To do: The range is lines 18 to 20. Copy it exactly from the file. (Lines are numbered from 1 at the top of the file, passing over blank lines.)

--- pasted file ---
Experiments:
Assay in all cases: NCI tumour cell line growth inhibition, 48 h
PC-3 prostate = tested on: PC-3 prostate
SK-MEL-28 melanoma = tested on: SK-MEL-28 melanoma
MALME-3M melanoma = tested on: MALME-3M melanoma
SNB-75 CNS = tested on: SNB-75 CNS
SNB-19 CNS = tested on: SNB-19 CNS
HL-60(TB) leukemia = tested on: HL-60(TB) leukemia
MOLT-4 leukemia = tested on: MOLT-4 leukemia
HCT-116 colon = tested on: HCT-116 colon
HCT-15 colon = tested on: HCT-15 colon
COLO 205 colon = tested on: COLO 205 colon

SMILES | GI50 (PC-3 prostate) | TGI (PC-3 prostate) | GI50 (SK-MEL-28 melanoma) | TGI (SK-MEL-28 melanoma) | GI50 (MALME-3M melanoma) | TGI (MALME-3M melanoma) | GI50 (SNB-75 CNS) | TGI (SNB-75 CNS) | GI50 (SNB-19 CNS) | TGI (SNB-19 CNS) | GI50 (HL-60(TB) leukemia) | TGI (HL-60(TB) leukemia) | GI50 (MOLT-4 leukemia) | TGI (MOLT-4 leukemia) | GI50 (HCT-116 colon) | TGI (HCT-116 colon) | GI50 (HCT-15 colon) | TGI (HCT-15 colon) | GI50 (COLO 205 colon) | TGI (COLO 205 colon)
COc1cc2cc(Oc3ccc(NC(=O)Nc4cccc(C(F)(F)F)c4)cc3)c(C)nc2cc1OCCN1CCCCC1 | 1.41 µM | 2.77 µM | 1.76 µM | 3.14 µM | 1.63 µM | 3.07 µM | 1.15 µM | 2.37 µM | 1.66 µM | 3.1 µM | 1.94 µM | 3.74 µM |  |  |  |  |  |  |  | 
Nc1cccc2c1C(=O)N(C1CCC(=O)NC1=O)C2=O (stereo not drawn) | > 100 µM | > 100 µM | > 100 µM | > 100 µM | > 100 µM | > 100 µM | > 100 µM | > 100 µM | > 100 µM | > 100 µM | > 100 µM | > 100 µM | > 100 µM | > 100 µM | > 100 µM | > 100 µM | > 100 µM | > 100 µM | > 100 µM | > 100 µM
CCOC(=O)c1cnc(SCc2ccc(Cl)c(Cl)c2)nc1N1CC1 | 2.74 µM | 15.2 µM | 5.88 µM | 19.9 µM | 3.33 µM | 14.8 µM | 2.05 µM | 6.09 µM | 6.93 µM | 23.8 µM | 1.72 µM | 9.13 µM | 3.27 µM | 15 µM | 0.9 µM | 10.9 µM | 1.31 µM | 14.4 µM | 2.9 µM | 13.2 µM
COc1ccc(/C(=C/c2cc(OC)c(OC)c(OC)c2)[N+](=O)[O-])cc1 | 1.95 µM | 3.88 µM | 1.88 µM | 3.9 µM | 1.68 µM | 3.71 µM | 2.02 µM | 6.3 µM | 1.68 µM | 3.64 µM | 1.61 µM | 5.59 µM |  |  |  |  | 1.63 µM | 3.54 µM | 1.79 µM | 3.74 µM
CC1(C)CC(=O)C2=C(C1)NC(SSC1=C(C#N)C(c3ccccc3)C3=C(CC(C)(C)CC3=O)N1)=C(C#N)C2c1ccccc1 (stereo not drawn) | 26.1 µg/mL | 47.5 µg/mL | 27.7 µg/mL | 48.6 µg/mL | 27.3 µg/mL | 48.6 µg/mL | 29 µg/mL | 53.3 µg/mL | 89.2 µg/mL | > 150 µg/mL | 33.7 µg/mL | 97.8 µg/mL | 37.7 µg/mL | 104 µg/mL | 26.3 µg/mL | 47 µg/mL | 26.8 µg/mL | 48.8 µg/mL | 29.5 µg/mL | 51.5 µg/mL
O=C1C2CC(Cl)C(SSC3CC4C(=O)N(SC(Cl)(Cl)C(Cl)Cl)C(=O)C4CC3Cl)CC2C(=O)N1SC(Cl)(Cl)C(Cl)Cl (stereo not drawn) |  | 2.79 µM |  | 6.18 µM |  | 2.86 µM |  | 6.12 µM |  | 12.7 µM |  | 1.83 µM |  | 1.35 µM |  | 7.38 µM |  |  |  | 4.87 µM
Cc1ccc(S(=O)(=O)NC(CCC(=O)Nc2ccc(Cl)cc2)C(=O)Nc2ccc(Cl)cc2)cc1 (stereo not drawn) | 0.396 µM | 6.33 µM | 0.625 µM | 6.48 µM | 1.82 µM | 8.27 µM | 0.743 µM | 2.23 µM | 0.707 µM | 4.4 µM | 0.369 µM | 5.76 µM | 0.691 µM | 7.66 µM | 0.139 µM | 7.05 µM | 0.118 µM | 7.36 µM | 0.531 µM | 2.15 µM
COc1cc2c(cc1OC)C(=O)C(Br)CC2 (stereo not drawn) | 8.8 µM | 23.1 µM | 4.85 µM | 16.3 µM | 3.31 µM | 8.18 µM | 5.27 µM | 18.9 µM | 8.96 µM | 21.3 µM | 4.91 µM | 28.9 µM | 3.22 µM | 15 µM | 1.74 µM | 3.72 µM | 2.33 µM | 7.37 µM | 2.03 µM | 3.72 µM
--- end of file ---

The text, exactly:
CC1(C)CC(=O)C2=C(C1)NC(SSC1=C(C#N)C(c3ccccc3)C3=C(CC(C)(C)CC3=O)N1)=C(C#N)C2c1ccccc1 (stereo not drawn) | 26.1 µg/mL | 47.5 µg/mL | 27.7 µg/mL | 48.6 µg/mL | 27.3 µg/mL | 48.6 µg/mL | 29 µg/mL | 53.3 µg/mL | 89.2 µg/mL | > 150 µg/mL | 33.7 µg/mL | 97.8 µg/mL | 37.7 µg/mL | 104 µg/mL | 26.3 µg/mL | 47 µg/mL | 26.8 µg/mL | 48.8 µg/mL | 29.5 µg/mL | 51.5 µg/mL
O=C1C2CC(Cl)C(SSC3CC4C(=O)N(SC(Cl)(Cl)C(Cl)Cl)C(=O)C4CC3Cl)CC2C(=O)N1SC(Cl)(Cl)C(Cl)Cl (stereo not drawn) |  | 2.79 µM |  | 6.18 µM |  | 2.86 µM |  | 6.12 µM |  | 12.7 µM |  | 1.83 µM |  | 1.35 µM |  | 7.38 µM |  |  |  | 4.87 µM
Cc1ccc(S(=O)(=O)NC(CCC(=O)Nc2ccc(Cl)cc2)C(=O)Nc2ccc(Cl)cc2)cc1 (stereo not drawn) | 0.396 µM | 6.33 µM | 0.625 µM | 6.48 µM | 1.82 µM | 8.27 µM | 0.743 µM | 2.23 µM | 0.707 µM | 4.4 µM | 0.369 µM | 5.76 µM | 0.691 µM | 7.66 µM | 0.139 µM | 7.05 µM | 0.118 µM | 7.36 µM | 0.531 µM | 2.15 µM